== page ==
Ben Bernanke is not envious of the “tough call” Janet Yellen must make with respect to raising interest rates. When the former Federal Reserve Chairman was pressed for his opinion, he told Yahoo Finance, “You wouldn’t want your former boss second guessing you.”
Price inflation and the strength of the U.S. economy, particularly employment, are the key factors the Fed uses to guide its interest rate decisions. The unemployment rate has fallen to 5.1 percent, and price inflation remains low because of depressed energy prices.
“The argument for raising rates is that slack is being absorbed, and the unemployment rate is low,” said Bernanke. “The domestic economy at least is pushing forward…and we have a very low inflation rate, [which is] below the Fed's two percent target. So, that would be the argument for going ahead and getting ahead of the curve,” he said.
Earlier this year, the Fed was widely expected to raise rates in September. However, the global market panic in August quelled expectations for an imminent hike. The Chinese Shanghai Composite Index lost 34 percent in the third quarter of 2015 alone, and other pockets of instability around the world weigh on the Fed’s decisions.
“Although the U.S. economy is pretty strong, the global economy is not that strong,” said Bernanke. “That's a headwind that's a drag on our recovery and raises some questions about the sustainability of growth in the United States,” he said.
U.S. markets have slowly reclaimed territory lost during the August meltdown, and the Shanghai Composite has gained 12 percent so far in October. But regardless of economic performance, the Federal Open Market Committee is not expected to raise rates at its meeting next week.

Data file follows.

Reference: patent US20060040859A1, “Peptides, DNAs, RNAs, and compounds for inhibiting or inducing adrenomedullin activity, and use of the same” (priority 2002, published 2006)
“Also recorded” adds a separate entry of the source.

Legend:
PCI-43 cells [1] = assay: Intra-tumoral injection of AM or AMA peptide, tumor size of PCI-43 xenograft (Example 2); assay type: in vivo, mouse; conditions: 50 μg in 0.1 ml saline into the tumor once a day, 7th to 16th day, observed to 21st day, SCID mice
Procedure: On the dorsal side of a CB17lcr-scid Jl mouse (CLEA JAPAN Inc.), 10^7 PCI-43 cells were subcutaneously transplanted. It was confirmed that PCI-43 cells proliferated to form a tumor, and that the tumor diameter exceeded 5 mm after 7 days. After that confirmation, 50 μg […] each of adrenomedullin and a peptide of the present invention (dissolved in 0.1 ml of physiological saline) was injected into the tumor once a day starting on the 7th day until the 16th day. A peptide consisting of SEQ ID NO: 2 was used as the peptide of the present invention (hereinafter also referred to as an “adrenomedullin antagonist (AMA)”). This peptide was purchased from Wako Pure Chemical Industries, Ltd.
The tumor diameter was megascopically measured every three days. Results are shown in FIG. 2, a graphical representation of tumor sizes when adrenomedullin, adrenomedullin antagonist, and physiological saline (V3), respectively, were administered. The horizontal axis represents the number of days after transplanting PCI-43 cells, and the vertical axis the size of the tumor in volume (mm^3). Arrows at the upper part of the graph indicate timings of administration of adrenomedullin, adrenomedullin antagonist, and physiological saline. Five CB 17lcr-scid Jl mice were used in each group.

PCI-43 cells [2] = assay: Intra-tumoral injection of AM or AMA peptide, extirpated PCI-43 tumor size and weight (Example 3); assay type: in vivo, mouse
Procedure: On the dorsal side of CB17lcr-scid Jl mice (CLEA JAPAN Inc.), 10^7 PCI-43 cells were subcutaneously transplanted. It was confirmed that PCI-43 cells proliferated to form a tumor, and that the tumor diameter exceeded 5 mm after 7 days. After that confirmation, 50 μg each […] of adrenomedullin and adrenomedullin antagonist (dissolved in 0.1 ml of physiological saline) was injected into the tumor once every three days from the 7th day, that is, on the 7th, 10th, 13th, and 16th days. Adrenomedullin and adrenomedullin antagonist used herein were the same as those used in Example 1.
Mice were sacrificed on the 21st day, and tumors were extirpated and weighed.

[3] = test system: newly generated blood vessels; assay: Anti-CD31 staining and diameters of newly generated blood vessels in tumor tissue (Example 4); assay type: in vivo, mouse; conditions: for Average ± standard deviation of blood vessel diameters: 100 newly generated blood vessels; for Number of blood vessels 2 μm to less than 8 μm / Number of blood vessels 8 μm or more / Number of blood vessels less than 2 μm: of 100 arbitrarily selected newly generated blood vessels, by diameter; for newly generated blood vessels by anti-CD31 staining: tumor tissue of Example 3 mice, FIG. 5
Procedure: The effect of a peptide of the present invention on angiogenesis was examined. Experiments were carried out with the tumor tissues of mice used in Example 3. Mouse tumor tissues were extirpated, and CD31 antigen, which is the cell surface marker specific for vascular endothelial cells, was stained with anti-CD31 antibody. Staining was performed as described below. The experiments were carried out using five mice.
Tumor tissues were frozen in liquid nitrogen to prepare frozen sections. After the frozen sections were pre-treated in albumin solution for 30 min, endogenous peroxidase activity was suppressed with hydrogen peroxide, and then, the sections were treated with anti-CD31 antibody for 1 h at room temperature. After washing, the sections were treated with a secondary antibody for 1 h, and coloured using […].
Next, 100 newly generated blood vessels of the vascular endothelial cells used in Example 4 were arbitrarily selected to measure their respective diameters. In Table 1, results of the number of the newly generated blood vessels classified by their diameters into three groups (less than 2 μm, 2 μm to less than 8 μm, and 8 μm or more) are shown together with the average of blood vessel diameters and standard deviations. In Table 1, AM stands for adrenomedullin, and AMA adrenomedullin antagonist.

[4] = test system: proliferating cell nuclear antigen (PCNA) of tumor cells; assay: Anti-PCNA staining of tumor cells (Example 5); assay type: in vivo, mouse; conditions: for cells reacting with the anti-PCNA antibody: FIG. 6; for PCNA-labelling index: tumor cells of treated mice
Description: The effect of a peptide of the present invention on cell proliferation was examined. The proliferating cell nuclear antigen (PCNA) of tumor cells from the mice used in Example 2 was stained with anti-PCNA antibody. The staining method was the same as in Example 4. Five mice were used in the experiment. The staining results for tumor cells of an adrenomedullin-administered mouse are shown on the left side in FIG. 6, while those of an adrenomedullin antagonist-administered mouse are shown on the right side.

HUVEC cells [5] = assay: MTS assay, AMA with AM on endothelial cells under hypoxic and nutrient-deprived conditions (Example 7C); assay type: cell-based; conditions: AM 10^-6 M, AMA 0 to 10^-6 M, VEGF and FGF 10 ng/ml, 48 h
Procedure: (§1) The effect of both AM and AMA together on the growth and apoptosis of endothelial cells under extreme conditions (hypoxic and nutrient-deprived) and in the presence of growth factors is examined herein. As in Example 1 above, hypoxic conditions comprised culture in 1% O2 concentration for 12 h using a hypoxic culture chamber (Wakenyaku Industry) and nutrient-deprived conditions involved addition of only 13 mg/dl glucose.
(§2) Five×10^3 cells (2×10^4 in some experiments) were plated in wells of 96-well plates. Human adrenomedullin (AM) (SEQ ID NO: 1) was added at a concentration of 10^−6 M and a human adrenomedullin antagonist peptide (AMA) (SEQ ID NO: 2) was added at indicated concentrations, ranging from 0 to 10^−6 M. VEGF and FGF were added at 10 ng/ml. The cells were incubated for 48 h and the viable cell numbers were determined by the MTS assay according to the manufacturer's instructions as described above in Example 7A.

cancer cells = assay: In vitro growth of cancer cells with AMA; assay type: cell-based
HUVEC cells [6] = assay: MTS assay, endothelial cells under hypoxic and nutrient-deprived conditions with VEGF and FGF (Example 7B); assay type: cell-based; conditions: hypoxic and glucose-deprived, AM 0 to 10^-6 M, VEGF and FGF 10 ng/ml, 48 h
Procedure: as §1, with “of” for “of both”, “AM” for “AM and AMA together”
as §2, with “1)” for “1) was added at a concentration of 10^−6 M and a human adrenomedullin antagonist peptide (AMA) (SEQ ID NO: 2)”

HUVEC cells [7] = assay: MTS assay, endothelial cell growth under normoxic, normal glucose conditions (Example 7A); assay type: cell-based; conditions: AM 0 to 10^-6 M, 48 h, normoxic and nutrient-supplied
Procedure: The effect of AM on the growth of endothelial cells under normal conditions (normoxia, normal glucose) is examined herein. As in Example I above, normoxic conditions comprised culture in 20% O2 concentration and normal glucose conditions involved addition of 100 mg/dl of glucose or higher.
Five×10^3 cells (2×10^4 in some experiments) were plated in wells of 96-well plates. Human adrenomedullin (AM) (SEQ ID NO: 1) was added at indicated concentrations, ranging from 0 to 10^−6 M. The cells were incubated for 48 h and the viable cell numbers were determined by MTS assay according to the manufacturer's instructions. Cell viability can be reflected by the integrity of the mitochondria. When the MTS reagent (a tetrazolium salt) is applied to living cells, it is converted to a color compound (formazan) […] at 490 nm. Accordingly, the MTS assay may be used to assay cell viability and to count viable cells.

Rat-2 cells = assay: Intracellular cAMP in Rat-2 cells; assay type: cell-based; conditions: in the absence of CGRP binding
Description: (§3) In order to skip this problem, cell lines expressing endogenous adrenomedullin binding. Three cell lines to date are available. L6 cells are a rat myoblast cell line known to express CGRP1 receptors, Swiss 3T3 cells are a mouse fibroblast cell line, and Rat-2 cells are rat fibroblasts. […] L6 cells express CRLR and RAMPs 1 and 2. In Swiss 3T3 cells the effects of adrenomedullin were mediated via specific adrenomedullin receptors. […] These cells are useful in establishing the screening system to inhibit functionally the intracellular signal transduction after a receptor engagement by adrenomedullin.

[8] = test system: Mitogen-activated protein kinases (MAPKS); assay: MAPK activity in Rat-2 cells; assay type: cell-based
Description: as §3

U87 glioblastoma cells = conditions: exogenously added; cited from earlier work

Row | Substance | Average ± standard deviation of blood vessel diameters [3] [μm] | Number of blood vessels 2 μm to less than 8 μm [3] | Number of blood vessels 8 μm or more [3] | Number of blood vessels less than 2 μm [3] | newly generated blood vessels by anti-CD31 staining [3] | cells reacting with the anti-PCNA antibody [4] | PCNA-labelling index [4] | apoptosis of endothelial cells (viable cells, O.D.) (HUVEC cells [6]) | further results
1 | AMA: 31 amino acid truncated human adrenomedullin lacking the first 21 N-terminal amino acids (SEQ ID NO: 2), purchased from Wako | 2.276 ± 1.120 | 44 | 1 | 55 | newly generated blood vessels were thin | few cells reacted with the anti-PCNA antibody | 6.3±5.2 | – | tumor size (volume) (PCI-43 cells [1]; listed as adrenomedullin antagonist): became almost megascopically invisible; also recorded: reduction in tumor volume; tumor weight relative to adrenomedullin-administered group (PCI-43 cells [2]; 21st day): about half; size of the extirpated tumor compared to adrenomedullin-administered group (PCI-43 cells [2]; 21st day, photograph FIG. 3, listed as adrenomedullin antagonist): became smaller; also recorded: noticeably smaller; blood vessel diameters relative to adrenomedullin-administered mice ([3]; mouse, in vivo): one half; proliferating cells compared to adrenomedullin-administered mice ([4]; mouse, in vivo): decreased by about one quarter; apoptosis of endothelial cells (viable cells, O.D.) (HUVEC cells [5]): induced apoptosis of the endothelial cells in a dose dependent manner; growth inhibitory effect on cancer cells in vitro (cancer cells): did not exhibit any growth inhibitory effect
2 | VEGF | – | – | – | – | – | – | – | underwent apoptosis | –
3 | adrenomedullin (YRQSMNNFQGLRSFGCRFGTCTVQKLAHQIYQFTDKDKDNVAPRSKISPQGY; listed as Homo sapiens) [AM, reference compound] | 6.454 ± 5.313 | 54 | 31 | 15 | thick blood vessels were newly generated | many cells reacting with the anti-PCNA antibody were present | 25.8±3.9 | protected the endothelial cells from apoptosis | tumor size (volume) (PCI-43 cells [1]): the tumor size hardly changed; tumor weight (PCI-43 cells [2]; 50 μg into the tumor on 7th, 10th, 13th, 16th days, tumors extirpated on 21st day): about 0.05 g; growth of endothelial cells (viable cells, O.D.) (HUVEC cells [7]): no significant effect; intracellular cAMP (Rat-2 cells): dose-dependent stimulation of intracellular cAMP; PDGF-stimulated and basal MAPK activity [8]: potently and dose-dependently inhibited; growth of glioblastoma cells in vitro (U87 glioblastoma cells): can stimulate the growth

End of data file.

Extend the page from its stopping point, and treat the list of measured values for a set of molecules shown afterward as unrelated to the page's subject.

Bernanke said the Fed is keenly aware of the potential for asset price bubbles and other imbalances in this low interest rate environment. However, he does not see any current trouble, saying, “Whether it be in emerging markets, whether it be various asset prices and so on, I have to say I don't see any asset prices -- or major categories of assets -- that are wildly out of line.”
Nevertheless, the prolonged period of near-zero interest rates since 2008 does raise concerns for the Fed when combined with the possibility of another recession.
“If we were to get another recession, then we would be in trouble,” Bernanke said. “So there's a case there for being cautious…You don't want to have to raise rates and then have to come right back down to zero in a situation where the economy is weak and you don't have the tools,” he said.
Though Bernanke thinks another recession is possible, the odds are not high because of the growing domestic economy and low price inflation. He tempers this, saying, “There can always be a shock of some kind that was not anticipated, so you want to be careful about your forecasting…Economists are not very good at predicting recessions.”